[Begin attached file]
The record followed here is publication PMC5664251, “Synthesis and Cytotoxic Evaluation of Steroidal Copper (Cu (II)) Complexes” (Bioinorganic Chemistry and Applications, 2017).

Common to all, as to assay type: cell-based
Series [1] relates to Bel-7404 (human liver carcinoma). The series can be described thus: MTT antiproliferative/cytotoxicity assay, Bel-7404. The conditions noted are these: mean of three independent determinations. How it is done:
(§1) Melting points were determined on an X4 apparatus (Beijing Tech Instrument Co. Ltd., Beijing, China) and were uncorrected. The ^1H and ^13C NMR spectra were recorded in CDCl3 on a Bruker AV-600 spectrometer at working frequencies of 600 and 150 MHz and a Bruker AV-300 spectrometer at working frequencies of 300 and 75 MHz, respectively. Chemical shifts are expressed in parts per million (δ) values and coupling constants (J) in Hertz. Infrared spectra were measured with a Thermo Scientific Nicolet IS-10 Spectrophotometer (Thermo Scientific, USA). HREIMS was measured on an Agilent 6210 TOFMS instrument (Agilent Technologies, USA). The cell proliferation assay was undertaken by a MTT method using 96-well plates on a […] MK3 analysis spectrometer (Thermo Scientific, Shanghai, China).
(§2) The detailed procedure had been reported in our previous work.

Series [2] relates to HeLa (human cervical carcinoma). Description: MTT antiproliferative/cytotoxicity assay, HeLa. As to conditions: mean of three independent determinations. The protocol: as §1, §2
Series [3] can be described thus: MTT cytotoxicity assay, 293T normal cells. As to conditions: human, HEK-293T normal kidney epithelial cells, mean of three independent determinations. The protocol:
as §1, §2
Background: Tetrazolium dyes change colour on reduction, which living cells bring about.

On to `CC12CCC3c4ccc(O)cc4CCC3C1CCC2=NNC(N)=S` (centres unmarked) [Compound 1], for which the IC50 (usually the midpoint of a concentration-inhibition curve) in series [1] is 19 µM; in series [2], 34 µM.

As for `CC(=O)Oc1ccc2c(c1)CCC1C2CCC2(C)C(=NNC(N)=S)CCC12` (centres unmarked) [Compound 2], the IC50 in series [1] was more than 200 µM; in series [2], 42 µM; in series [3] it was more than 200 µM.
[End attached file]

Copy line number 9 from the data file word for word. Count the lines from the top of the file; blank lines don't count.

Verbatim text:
Background: Tetrazolium dyes change colour on reduction, which living cells bring about.